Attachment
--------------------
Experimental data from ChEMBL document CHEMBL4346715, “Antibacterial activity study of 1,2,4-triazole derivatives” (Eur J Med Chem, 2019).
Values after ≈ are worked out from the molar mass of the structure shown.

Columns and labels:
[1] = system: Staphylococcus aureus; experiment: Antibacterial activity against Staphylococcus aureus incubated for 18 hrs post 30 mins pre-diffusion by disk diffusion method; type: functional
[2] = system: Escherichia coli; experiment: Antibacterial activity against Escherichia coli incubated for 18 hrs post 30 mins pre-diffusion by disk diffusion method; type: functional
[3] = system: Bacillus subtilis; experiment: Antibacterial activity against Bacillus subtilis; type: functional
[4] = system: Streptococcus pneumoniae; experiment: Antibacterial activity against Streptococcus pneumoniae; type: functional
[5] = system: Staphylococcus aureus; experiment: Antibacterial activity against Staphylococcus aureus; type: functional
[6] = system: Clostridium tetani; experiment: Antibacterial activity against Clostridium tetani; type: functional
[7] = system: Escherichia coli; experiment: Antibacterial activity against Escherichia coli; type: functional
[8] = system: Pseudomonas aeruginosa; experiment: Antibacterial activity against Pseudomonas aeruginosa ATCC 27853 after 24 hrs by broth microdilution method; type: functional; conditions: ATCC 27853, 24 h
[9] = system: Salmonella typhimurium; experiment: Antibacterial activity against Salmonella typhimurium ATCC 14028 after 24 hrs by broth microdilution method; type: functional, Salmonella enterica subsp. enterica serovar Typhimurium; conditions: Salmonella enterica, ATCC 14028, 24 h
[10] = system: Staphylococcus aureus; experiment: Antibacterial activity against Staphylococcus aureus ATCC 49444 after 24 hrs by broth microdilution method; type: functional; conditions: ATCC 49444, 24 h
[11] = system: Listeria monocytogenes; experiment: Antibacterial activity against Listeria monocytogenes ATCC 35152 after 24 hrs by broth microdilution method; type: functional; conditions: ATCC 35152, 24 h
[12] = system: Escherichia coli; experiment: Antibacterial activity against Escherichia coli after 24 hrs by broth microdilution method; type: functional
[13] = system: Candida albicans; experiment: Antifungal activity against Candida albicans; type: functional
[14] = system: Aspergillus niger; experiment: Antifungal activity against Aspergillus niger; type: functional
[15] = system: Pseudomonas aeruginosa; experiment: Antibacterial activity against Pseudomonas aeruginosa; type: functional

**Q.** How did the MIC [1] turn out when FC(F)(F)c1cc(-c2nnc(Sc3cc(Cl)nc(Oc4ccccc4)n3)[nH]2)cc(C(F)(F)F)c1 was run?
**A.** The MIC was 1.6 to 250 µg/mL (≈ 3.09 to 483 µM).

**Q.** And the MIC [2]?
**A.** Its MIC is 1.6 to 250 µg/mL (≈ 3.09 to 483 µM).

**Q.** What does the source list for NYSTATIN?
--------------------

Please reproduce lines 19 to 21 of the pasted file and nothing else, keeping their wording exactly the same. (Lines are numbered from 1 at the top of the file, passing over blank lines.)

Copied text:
**Q.** How did the MIC [1] turn out when FC(F)(F)c1cc(-c2nnc(Sc3cc(Cl)nc(Oc4ccccc4)n3)[nH]2)cc(C(F)(F)F)c1 was run?
**A.** The MIC was 1.6 to 250 µg/mL (≈ 3.09 to 483 µM).

**Q.** And the MIC [2]?